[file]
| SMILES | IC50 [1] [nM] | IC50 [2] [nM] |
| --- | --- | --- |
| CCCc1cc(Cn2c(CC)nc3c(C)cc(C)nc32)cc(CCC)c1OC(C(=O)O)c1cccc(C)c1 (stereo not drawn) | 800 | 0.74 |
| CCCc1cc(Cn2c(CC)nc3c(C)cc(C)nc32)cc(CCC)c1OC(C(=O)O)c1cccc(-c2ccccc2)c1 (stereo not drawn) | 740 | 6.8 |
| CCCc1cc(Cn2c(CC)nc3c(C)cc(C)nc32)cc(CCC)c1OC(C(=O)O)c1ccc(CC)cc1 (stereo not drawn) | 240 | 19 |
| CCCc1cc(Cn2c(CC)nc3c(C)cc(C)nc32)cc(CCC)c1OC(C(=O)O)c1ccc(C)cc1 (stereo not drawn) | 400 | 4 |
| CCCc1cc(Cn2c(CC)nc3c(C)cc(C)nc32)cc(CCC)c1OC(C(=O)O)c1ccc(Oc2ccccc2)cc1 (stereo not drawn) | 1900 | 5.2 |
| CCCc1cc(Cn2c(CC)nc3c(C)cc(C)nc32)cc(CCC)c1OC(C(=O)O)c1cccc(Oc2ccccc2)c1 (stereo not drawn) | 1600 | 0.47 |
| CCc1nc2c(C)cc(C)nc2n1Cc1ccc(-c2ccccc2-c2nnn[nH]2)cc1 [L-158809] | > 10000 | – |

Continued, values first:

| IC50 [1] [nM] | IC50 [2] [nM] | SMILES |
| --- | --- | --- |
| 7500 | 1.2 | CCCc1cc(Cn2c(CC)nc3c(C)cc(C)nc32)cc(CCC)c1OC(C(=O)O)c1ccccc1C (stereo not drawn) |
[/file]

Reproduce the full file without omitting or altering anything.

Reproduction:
| SMILES | IC50 [1] [nM] | IC50 [2] [nM] |
| --- | --- | --- |
| CCCc1cc(Cn2c(CC)nc3c(C)cc(C)nc32)cc(CCC)c1OC(C(=O)O)c1cccc(C)c1 (stereo not drawn) | 800 | 0.74 |
| CCCc1cc(Cn2c(CC)nc3c(C)cc(C)nc32)cc(CCC)c1OC(C(=O)O)c1cccc(-c2ccccc2)c1 (stereo not drawn) | 740 | 6.8 |
| CCCc1cc(Cn2c(CC)nc3c(C)cc(C)nc32)cc(CCC)c1OC(C(=O)O)c1ccc(CC)cc1 (stereo not drawn) | 240 | 19 |
| CCCc1cc(Cn2c(CC)nc3c(C)cc(C)nc32)cc(CCC)c1OC(C(=O)O)c1ccc(C)cc1 (stereo not drawn) | 400 | 4 |
| CCCc1cc(Cn2c(CC)nc3c(C)cc(C)nc32)cc(CCC)c1OC(C(=O)O)c1ccc(Oc2ccccc2)cc1 (stereo not drawn) | 1900 | 5.2 |
| CCCc1cc(Cn2c(CC)nc3c(C)cc(C)nc32)cc(CCC)c1OC(C(=O)O)c1cccc(Oc2ccccc2)c1 (stereo not drawn) | 1600 | 0.47 |
| CCc1nc2c(C)cc(C)nc2n1Cc1ccc(-c2ccccc2-c2nnn[nH]2)cc1 [L-158809] | > 10000 | – |

Continued, values first:

| IC50 [1] [nM] | IC50 [2] [nM] | SMILES |
| --- | --- | --- |
| 7500 | 1.2 | CCCc1cc(Cn2c(CC)nc3c(C)cc(C)nc32)cc(CCC)c1OC(C(=O)O)c1ccccc1C (stereo not drawn) |